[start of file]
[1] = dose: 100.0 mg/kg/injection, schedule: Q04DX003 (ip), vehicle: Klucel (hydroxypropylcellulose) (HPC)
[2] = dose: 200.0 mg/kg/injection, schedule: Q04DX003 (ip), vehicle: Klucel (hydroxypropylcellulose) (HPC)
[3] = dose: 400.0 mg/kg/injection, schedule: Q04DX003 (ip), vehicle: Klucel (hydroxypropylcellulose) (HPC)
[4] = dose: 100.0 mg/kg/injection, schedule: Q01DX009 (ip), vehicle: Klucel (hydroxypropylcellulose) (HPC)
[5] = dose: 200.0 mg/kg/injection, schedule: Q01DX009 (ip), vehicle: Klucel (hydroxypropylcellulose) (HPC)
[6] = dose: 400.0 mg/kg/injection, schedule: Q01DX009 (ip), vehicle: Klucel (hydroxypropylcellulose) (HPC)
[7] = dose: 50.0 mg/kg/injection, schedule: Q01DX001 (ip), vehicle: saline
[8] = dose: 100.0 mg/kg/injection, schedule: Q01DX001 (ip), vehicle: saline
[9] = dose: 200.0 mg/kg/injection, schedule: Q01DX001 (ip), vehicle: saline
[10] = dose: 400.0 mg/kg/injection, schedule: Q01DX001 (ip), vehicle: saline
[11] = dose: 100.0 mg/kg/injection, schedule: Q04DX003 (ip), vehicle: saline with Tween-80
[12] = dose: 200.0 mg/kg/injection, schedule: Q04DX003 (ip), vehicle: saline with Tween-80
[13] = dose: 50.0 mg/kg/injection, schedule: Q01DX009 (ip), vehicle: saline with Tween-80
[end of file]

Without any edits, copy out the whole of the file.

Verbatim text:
[1] = dose: 100.0 mg/kg/injection, schedule: Q04DX003 (ip), vehicle: Klucel (hydroxypropylcellulose) (HPC)
[2] = dose: 200.0 mg/kg/injection, schedule: Q04DX003 (ip), vehicle: Klucel (hydroxypropylcellulose) (HPC)
[3] = dose: 400.0 mg/kg/injection, schedule: Q04DX003 (ip), vehicle: Klucel (hydroxypropylcellulose) (HPC)
[4] = dose: 100.0 mg/kg/injection, schedule: Q01DX009 (ip), vehicle: Klucel (hydroxypropylcellulose) (HPC)
[5] = dose: 200.0 mg/kg/injection, schedule: Q01DX009 (ip), vehicle: Klucel (hydroxypropylcellulose) (HPC)
[6] = dose: 400.0 mg/kg/injection, schedule: Q01DX009 (ip), vehicle: Klucel (hydroxypropylcellulose) (HPC)
[7] = dose: 50.0 mg/kg/injection, schedule: Q01DX001 (ip), vehicle: saline
[8] = dose: 100.0 mg/kg/injection, schedule: Q01DX001 (ip), vehicle: saline
[9] = dose: 200.0 mg/kg/injection, schedule: Q01DX001 (ip), vehicle: saline
[10] = dose: 400.0 mg/kg/injection, schedule: Q01DX001 (ip), vehicle: saline
[11] = dose: 100.0 mg/kg/injection, schedule: Q04DX003 (ip), vehicle: saline with Tween-80
[12] = dose: 200.0 mg/kg/injection, schedule: Q04DX003 (ip), vehicle: saline with Tween-80
[13] = dose: 50.0 mg/kg/injection, schedule: Q01DX009 (ip), vehicle: saline with Tween-80